The original version of a contentious and controversial (pitchforks, torches and profound indignation trending on Twitter) commentary on Indian rock and roll.
If you’ve been following the papers lately, you probably already know that rock and roll is booming in India. Finally their turn in the pop culture spotlight, rock bands are wowing audiences across the nation with exciting new sounds, performing alongside such internationally renowned and critically respected acts as the Backstreet Boys. No longer content with simply playing out their careers on the dinky college-IIT circuit, they’re making their presence felt at events like ‘Red Romanov Rock In India’, which featured four international acts (including the headlining BSBs) and two honest-to-goodness national bands as support in Bengaluru and Delhi this February — all in the name of vodka. Yes, times are good to be an Indian rock band: dedicated music magazines like Rolling Stone’s India edition have nearly as many correspondents as they do marketers; newspapers like The Hindustan Times describe how rock is “becoming as important to a [Bollywood] soundtrack as the item number once was”; and movies like Rock On!! have finally broken Indian rock into the mainstream.
Except none of this is exactly accurate. For starters, whoever thought it’d be a good idea to invite a has-been boy-band, over a decade past its expiration date, to headline a major national rock festival should be meted swift, merciless, justice and made to actually listen to them.
Though its profile has undoubtedly benefitted from the Bollywood treatment, and from reality shows like Rock On With MTV and Channel V’s Launchpad, Indian rock music remains a niche market, far from anything resembling a lucrative industry or any kind of cohesive creative movement — despite whatever image the newsmedia is pushing. In fact, many musicians invested in the country’s rock scene are strongly divided on what Indian rock is and where it’s going.
To begin with, rock bands simply do not register on India’s music landscape — industry data indicates that a massive 72 percent of all music sales in the country are film-related, with devotional and regional artists bringing up the rearguard. Bobby Talwar of Only Much Louder, a Mumbai-based company that operates the Counter Culture record label (in addition to offering artist management and promotion services), says top-tier groups like Pentagram and Zero (who disbanded in 2008) generally manage to sell roughly 10,000 albums. The vast majority of bands typically sell 1,000 to 2,000 CDs. Hardly encouraging. “To be brutally honest,” Talwar says, “rock will never really ‘arrive’ in India. It’s a particular genre of music that a very select community of people finds more interesting than Bollywood.”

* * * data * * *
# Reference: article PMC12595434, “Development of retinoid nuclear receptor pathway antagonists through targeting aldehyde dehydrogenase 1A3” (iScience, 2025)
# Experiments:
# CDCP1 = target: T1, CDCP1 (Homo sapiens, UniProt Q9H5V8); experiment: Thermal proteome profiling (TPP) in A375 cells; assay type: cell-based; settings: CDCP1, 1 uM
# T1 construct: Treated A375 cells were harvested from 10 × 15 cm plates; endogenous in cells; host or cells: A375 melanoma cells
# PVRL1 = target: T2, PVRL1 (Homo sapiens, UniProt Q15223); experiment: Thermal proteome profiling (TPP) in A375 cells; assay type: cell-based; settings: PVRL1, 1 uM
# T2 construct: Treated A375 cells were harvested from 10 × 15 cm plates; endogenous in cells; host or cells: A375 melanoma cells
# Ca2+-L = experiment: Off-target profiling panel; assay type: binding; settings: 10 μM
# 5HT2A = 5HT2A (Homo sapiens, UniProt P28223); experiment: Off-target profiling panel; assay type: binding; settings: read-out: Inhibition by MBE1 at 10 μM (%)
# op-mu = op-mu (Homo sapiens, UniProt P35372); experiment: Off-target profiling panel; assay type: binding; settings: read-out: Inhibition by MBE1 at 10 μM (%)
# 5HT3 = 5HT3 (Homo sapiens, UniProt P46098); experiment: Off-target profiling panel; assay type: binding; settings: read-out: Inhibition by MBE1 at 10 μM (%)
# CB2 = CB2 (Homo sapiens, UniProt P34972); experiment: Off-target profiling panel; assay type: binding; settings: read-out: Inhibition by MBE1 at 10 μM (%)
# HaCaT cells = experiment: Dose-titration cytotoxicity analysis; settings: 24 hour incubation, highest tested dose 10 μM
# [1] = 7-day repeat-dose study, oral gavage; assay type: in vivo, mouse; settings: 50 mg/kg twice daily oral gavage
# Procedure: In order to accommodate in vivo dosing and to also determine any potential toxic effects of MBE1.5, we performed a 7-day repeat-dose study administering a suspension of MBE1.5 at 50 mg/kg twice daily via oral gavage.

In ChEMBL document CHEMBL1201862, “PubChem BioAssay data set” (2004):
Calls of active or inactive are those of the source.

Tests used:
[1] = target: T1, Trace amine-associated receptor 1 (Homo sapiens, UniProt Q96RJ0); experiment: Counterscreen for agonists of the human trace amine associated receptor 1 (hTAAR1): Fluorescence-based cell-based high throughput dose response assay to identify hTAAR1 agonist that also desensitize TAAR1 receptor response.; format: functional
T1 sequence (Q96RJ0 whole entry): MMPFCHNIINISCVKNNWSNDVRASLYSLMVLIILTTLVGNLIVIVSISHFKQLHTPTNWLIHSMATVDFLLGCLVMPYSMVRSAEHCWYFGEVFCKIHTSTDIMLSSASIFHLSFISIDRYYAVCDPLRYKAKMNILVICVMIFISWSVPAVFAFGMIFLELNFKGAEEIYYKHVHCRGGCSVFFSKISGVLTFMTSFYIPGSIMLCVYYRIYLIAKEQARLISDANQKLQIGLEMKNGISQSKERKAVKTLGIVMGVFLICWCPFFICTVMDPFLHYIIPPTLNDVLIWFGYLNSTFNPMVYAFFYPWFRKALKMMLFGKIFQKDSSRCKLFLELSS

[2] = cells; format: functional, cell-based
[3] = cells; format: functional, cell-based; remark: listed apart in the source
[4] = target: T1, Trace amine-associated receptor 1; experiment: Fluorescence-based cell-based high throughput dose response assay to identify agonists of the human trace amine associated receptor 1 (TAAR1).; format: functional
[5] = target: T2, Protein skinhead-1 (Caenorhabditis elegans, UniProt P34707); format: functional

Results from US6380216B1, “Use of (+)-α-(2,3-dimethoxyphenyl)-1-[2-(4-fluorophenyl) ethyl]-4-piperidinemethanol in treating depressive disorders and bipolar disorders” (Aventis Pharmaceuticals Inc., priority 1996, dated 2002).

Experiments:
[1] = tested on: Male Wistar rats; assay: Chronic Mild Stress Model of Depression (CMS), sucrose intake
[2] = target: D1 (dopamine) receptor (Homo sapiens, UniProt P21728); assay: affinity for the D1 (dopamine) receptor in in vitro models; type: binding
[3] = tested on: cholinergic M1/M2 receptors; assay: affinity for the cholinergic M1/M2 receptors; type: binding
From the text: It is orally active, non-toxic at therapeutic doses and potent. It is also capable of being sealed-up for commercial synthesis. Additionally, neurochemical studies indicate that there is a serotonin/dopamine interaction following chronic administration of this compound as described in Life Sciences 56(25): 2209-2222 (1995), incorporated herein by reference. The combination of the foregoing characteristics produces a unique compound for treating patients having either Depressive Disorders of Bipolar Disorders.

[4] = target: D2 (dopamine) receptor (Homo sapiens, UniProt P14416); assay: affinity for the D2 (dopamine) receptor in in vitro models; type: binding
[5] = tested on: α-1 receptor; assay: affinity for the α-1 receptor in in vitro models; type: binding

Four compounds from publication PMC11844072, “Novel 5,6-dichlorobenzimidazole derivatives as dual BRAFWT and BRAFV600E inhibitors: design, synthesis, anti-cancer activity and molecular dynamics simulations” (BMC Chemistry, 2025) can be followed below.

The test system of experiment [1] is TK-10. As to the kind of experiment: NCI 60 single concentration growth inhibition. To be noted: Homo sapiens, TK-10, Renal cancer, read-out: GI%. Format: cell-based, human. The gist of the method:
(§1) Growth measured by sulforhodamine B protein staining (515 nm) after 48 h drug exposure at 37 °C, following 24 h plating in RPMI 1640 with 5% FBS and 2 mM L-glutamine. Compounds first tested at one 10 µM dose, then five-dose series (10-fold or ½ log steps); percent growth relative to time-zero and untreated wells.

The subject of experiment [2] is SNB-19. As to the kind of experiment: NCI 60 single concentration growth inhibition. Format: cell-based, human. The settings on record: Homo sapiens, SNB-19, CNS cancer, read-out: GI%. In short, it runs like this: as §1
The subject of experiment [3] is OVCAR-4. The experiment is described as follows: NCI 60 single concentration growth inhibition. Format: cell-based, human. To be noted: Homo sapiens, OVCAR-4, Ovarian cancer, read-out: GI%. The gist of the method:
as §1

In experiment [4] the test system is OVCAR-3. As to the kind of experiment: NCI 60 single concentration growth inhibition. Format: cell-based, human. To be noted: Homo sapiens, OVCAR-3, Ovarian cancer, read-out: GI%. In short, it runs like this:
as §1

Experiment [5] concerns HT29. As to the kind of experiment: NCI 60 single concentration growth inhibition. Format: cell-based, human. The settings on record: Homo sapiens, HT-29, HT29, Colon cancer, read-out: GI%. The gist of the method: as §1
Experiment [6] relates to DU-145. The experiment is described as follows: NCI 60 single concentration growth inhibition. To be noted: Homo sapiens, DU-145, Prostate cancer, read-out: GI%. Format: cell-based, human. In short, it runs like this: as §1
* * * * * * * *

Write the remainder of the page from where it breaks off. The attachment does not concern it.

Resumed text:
While there is a discernable uptick in the number of Indian rock festivals – The Great Indian Rock Festival, the South Asian Bands festival, the Independence Rock Festival, the Kingfisher PubRockFest, for instance – this has yet to translate into any ground-level success. The rock scene is still largely made up of the same old faces coming to see the same old bands. As Amey Chautray, bassist for veteran Mumbai metal act Infinite Redemption, states flatly, “The audience for rock here is a certain group of individuals who know what they want to listen to — most of the shows we play are attended by guys who’ve been there for the past 10 years.” The question, then, of whether rock culture actually exists in India, and what rock and roll means in this country, continues to nag.
These questions clearly rile Indian Ocean guitarist and co-founder Susmit Sen, who curtly shoots back, “[The term] ‘rock’ is an easy way out for journalists. What is rock? There have been bands who’ve been brought into a more ‘modern’ way of musical expression. I would not that call ‘rock.’”